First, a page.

Lincoln might have been expected in his Second Inaugural Address to trumpet the gains of the North and the setbacks to the South. Instead, he invited all Americans to grieve for the tragic war and to share blame for the historical crime of slavery. God “gives to both North and South this terrible war as the woe due to those by whom the offense came.” Death should forge a bond among the living. “The loss of these wonderful people should make every one of us strive to be better.” Obama stepped around the obvious and divisive sifting of wrongs done, to urge the doing of right.
And the “sharing of praise for all who suffered and aided the suffering made Wills think of another speech – Henry V’s at Agincourt. Yes, Henry V has that great Saint Crispin’s day speech – you know, the few, the brave, that “band of brothers” stuff and all that. You get variations of that speech all the time, in movies like Independence Day and the third Lord of the Rings film, Return of the King, and even in Avatar – the hero-leader stands up and inspires the exhausted and dispirited to give their all – once more into the breach! Everyone loves that sort of thing. It’s a set piece that never gets old. And the good guys win!
And Wills add this detail:
The prologue to the Agincourt act describes how visits from the king cheered his men, giving them “a little touch of Harry in the night.” Shakespeare makes oblique reference here to “the king’s touch” which was supposed to heal people. In a more superstitious age that is how people might have seen the fact that the wounded congresswoman, Gabrielle Giffords, first opened her eyes right after Obama visited her. Congresswoman Debbie Wasserman Schultz, her friend who was in the hospital room when she opened her eyes, says that the moment seemed as miraculous as when her children were born.
The loudest cheers at the Tucson speech were for the news that “Gabby,” as she is known to all her many friends, was recovering. Perhaps there was the sound, there, of a nation recovering.
Yeah, yeah – and you might remember the last volume of The Lord of the Rings, where Aragorn, not yet king, as the final battle is yet to be fought, enters the city in disguise and reluctantly heals the wounded. The nurse Ioreth says this – “The hands of the King are the hands of a healer, and so shall the rightful king be known”. The people hail him as King that same evening. It’s like that too, like Tolkien, and a little over the top.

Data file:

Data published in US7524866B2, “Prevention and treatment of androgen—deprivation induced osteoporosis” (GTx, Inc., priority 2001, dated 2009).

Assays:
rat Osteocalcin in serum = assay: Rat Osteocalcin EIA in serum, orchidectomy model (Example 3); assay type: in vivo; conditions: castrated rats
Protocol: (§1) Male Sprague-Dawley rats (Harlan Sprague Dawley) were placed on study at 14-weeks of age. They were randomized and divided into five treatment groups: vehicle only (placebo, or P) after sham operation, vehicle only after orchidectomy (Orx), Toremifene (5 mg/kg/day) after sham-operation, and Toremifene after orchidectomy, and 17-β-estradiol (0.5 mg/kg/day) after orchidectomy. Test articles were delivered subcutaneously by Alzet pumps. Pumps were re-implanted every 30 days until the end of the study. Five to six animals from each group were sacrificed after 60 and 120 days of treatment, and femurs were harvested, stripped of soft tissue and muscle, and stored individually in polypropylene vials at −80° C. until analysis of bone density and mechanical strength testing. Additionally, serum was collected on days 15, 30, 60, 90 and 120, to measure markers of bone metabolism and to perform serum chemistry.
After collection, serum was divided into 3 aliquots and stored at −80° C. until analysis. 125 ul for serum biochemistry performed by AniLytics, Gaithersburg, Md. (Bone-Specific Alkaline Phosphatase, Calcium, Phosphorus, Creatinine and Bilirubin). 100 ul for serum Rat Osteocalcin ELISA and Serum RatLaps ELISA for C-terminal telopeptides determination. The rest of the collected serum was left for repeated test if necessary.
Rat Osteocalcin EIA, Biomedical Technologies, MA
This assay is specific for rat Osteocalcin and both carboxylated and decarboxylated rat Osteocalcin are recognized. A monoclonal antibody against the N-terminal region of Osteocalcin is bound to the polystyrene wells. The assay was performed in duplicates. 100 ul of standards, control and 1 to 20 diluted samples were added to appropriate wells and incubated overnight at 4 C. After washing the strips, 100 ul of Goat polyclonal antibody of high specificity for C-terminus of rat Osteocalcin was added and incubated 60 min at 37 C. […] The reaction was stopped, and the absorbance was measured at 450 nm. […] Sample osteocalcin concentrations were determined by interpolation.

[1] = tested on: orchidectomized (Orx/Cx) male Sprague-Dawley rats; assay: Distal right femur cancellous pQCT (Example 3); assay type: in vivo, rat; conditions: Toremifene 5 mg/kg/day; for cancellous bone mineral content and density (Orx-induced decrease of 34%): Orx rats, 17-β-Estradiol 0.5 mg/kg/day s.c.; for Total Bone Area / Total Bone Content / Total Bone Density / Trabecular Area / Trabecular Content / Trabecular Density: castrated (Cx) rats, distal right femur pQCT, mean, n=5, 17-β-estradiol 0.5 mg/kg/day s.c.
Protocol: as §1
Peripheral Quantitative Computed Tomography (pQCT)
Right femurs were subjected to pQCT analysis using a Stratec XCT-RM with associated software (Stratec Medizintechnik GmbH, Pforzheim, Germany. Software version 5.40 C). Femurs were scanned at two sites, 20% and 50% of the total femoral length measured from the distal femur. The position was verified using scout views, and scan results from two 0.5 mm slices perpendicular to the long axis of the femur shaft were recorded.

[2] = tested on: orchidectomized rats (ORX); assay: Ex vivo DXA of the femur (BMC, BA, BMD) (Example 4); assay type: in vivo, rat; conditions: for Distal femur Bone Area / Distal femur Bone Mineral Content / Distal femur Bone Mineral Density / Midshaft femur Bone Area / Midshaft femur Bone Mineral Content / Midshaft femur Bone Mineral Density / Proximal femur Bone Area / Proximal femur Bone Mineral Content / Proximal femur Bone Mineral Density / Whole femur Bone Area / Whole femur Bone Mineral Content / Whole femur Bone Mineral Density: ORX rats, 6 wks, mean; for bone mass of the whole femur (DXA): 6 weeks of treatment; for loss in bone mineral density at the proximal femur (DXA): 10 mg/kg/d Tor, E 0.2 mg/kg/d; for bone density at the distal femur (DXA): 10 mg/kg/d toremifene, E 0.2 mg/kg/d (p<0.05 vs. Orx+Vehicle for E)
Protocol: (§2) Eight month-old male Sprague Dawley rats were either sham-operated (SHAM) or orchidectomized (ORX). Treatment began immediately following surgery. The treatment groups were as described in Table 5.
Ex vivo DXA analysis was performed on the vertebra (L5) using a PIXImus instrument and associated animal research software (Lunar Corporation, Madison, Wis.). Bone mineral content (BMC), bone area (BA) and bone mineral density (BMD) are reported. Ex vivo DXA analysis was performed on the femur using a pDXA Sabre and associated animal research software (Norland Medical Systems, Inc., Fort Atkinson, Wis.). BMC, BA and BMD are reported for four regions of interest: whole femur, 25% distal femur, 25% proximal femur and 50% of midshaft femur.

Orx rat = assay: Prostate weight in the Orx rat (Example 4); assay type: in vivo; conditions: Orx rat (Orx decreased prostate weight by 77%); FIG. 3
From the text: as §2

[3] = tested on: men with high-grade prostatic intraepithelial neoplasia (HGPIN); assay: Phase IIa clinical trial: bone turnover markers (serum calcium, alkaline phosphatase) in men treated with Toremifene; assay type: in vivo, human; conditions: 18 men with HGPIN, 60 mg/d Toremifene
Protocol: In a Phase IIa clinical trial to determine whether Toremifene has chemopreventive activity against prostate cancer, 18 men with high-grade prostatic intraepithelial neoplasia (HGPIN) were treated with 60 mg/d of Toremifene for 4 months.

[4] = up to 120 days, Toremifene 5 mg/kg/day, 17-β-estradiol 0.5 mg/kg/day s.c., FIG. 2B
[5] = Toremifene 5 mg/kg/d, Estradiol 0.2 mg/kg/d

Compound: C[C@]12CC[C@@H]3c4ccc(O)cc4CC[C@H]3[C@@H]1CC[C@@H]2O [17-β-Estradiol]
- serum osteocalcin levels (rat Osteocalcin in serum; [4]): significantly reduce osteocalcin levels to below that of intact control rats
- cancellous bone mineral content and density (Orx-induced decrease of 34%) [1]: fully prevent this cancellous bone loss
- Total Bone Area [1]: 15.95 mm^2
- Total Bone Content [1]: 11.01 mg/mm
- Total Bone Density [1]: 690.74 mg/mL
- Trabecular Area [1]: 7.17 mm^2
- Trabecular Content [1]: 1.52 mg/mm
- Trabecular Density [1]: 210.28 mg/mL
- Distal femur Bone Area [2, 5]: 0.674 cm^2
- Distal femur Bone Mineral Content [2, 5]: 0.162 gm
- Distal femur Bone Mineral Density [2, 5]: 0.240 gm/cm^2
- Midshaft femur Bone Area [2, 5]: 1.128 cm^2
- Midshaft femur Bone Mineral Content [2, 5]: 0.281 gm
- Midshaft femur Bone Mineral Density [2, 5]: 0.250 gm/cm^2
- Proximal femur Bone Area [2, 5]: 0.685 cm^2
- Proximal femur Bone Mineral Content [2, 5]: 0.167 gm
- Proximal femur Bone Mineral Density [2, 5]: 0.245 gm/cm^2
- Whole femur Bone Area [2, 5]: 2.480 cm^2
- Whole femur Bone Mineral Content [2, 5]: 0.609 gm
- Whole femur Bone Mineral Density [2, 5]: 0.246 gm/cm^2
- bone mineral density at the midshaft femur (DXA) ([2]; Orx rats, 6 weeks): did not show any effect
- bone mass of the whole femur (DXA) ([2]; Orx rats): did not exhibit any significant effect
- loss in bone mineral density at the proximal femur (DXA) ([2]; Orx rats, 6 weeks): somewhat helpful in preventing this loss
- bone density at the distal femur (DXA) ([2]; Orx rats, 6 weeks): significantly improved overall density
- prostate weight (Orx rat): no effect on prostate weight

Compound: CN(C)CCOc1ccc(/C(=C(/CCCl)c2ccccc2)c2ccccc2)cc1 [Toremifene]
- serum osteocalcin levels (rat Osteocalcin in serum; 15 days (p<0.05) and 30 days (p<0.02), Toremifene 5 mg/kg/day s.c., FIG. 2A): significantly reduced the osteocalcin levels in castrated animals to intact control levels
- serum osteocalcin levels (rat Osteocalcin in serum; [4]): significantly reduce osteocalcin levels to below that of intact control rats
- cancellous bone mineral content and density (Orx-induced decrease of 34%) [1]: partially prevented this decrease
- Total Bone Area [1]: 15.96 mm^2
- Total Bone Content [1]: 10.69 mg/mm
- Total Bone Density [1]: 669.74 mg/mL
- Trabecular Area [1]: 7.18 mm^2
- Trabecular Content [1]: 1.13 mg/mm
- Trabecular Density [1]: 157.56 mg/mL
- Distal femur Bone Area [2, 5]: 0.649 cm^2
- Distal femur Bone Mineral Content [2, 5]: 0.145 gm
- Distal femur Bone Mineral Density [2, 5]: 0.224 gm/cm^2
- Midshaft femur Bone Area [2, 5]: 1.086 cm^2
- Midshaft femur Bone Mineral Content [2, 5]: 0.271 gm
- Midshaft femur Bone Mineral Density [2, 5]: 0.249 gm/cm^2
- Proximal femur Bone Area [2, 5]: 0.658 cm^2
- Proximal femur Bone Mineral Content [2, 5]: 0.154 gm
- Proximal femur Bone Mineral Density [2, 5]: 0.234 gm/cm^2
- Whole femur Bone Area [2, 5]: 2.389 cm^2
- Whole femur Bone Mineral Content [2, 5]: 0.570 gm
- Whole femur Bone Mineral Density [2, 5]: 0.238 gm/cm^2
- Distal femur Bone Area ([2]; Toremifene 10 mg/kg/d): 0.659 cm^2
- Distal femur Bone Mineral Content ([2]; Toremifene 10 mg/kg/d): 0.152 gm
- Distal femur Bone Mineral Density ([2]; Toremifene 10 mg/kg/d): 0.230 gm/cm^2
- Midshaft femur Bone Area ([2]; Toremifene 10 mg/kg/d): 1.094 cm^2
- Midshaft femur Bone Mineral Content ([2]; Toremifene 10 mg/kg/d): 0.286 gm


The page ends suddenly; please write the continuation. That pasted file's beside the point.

But Michael Shear in the New York Times points out that Obama and Palin were saying almost exactly the same thing:
“No words can fill the hole left by the death of an innocent, but we do mourn for the victims’ families as we express our sympathy,” Ms. Palin said, looking directly into the camera. But the purpose of Ms. Palin’s video was clearly to send a different, more sharp-edged message. Just 1 minute and 32 seconds into her talk, Ms. Palin shifted gears, saying she had become puzzled and saddened by the accusations leveled against her and others by “journalists and pundits.”
Disciplined and sophisticatedly produced, the video ended with Ms. Palin’s resolve. “We need strength to not let the random acts of a criminal turn us against ourselves, or weaken our solid foundation, or provide a pretext to stifle debate,” she said. “We are better than the mindless finger-pointing we endured in the wake of the tragedy.”
That message, in truth, was not so different from the one that Mr. Obama delivered 15 hours later in front of more than 14,000 people at the McKale Memorial Center.
“They believed, and I believe, we can be better,” the president said, referring to the victims of Saturday’s shooting. And, like Ms. Palin, he rejected as far too simplistic the idea that political speech, however harsh, was directly responsible for the tragedy.
“If, as has been discussed in recent days, their deaths help usher in more civility in our public discourse, let’s remember that it is not because a simple lack of civility caused this tragedy – it did not – but rather because only a more civil and honest public discourse can help us face up to the challenges of our nation, in a way that would make them proud,” he said.